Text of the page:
Category Archives: microbiology

Loki and behold: one microbial culture that brings us one leap closer to understanding the origins of eukaryotic cells

What were you doing 10 years ago? Can you remember? Were you, perhaps, trying to sort out the origins of eukaryotic life? A pre-print (yet to be peer-reviewed) was released earlier this month by Imachi et al., describing a 12 … Continue reading

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Luck be a Korarchaeota tonight

Some tiny microbes are making a pretty big splash, and not just in the hot springs they call home in Yellowstone National Park. Recently, there was an interesting article published in Nature Microbiology about some amazing archaea, which are generally … Continue reading

Posted in community ecology, ecology, evolution, genomics, metagenomics, microbiology, Uncategorized | Tagged , , , | Leave a comment

The (silent) thunder down under: mud volcanoes and the microbes that love them

One of the most recognized and distributed photographs ever is of the earth taken by the crew of the Apollo 17 spacecraft 28,000 miles above where you’re reading this, and was named “The Blue Marble“. As the photo implies, our … Continue reading

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Symbiotic organs shaped by distinct modes of genome evolution in cephalopods

Last week I was whining about gaps in our understanding of evolutionary processes in the ocean. The universe heard me, and today I am satisfied to write about the published genome of Euprymna scolopes – the Hawaiian bobtail squid and … Continue reading

Posted in Coevolution, evolution, genomics, microbiology, next generation sequencing, Symbiosis | Tagged , , , , | 1 Comment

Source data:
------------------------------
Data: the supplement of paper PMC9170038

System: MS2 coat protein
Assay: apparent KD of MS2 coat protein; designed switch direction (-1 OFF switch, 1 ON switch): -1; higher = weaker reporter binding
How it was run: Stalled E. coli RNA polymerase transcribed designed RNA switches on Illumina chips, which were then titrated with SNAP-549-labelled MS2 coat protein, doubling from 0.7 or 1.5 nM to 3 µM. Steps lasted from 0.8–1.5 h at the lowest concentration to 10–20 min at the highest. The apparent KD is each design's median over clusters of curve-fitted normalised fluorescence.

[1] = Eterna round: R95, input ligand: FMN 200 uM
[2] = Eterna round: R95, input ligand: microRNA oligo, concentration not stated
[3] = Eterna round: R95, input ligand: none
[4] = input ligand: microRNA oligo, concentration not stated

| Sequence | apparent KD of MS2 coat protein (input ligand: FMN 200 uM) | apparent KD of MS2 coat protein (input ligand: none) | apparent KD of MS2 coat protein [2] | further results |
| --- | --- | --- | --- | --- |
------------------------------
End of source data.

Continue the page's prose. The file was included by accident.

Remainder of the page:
Conference catch-up: The many colors of snow

Red snow … watermelon snow … green snow … did you know that snow came in so many different colors? I had never heard of watermelon ice (#🍉❄) until a talk given by Robin Kodner from Western Washington University at … Continue reading

Posted in adaptation, bioinformatics, citizen science, community ecology, evolution, fieldwork, mating system, microbiology, natural history, phylogenetics, phylogeography, population genetics, selection, speciation, transcriptomics | Tagged , , , , , , , , , , , , | Leave a comment

In it to win it: Selective Advantage through Host-Selected Mutations

Julian Jackson wrote this post as a final project for Stacy Krueger-Hadfield’s Science Communication course at the University of Alabama at Birmingham. Julian is a MS student and investigates symbiotic relationships in microbial communities in Dr. Jeff Morris‘ lab. Outside of the … Continue reading

Posted in adaptation, evolution, genomics, microbiology, Science Communication, selection | Tagged , , , | 1 Comment

What is DAS? A new tool to recover genomes from metagenomes

There are a lot of data out there, and if you haven’t already noticed the ‘omics train has steadily stayed its path through the fruitful (but challenging) world of metagenomics. Metagenomics offers the chance to unravel complex microbial communities without … Continue reading

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Signal Boosting a Comprehensive Review of eDNA and Metabarcoding Studies

Everything is meta these days – metabarcoding, metagenomics, and now meta blog posts that are reviews of reviews. Much like every ecologist at least dabbles in the molecular world, so most of those predisposed to molecular ecology and population genetics … Continue reading

Posted in bioinformatics, community ecology, DNA barcoding, metagenomics, methods, microbiology, next generation sequencing, population genetics | Tagged , , , , , , , , , , | 1 Comment

Major new microbial groups expand diversity and alter our understanding of the tree of life

I still believe in revolutions. And sometimes they just happen, almost unnoticed. One such revolution happened on a boring 11th of April 2016 when Laura Hug et al. published their new tree of life in the journal of Nature Microbiology. … Continue reading

Posted in bioinformatics, community ecology, evolution, genomics, metagenomics, microbiology, next generation sequencing, phylogenetics | Tagged , , , , , , , | 1 Comment

Exploring the genomic diversity of tubeworm endosymbionts

Tubeworms are cool. (To be read only in your best (eleventh) Doctor Who voice). Although, depending on how close they are to a hydrothermal vent, they might be more on the hot side….Regardless, if you’re on the fence about how … Continue reading

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